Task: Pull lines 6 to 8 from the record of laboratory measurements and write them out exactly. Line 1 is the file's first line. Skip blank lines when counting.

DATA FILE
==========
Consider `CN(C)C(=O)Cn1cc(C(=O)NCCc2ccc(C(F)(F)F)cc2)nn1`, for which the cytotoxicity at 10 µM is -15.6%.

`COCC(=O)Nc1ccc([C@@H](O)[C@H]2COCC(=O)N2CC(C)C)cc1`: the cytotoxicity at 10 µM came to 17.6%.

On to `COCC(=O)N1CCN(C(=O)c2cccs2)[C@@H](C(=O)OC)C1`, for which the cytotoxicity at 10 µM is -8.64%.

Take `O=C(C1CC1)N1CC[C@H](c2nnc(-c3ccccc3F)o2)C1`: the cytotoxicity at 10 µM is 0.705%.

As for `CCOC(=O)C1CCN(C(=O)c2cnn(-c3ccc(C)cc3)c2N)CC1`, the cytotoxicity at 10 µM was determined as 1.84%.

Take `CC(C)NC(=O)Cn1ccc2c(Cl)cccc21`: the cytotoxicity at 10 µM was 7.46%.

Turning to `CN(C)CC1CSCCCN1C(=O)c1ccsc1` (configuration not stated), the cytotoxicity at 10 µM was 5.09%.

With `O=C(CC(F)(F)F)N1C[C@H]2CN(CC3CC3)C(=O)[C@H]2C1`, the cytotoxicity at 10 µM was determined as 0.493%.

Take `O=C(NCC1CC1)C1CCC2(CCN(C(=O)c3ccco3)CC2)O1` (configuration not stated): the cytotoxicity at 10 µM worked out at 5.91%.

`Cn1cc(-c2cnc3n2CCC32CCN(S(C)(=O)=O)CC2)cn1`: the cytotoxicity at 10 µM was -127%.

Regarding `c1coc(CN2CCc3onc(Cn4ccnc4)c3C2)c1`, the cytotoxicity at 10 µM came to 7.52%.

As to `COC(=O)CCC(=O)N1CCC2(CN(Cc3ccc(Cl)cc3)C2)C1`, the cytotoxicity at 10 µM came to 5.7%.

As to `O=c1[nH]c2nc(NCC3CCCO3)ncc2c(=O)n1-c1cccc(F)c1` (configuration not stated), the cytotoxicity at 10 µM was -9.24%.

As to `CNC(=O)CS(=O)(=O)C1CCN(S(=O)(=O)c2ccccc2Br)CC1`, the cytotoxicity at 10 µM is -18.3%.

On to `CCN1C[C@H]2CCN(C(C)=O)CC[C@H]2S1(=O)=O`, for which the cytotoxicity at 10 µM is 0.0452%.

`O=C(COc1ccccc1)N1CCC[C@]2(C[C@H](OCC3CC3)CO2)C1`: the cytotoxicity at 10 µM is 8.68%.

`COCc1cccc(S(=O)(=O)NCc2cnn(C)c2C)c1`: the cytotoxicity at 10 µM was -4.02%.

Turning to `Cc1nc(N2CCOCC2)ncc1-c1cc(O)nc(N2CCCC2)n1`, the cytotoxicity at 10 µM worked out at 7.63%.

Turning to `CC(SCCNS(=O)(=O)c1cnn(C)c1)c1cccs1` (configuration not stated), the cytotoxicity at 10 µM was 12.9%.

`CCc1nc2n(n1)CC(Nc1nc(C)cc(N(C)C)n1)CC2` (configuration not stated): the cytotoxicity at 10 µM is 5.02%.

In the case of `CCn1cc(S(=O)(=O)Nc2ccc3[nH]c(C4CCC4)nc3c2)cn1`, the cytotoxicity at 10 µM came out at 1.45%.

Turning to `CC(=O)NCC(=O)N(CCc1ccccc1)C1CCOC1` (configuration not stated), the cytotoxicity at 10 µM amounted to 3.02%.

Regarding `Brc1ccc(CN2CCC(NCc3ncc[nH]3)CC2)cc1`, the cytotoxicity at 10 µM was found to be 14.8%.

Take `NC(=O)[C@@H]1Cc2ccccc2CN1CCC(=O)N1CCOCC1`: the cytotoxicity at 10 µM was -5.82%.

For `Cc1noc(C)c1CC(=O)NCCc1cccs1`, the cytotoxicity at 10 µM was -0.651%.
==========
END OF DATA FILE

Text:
Take `CC(C)NC(=O)Cn1ccc2c(Cl)cccc21`: the cytotoxicity at 10 µM was 7.46%.

Turning to `CN(C)CC1CSCCCN1C(=O)c1ccsc1` (configuration not stated), the cytotoxicity at 10 µM was 5.09%.

With `O=C(CC(F)(F)F)N1C[C@H]2CN(CC3CC3)C(=O)[C@H]2C1`, the cytotoxicity at 10 µM was determined as 0.493%.